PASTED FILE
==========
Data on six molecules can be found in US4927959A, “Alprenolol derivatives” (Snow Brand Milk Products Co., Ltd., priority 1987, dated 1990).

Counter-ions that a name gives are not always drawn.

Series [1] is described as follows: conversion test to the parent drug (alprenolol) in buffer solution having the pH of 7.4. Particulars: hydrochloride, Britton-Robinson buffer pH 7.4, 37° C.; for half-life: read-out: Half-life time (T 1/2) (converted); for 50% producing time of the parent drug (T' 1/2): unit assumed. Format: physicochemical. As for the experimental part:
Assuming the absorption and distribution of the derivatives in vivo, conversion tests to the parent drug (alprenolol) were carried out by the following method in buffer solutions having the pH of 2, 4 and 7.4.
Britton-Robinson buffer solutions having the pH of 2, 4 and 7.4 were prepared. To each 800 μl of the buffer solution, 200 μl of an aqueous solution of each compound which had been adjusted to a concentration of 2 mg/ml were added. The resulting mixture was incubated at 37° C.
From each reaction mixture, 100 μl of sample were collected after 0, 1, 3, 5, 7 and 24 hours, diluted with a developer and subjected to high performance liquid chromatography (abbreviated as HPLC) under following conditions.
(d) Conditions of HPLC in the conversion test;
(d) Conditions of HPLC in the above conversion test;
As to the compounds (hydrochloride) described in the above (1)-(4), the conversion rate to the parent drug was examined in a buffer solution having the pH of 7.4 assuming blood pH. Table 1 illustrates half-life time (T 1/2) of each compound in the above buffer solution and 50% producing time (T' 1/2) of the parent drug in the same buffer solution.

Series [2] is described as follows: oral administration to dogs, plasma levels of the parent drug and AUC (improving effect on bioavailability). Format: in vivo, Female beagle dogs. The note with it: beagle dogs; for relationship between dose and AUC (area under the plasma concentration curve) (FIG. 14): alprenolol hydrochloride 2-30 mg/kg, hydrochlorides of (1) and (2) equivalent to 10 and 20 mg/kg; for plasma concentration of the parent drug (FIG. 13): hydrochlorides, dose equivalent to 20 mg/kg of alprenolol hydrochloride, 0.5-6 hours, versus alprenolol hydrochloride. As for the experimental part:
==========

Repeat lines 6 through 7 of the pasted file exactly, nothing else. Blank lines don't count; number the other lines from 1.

From each reaction mixture, 100 μl of sample were collected after 0, 1, 3, 5, 7 and 24 hours, diluted with a developer and subjected to high performance liquid chromatography (abbreviated as HPLC) under following conditions.
(d) Conditions of HPLC in the conversion test;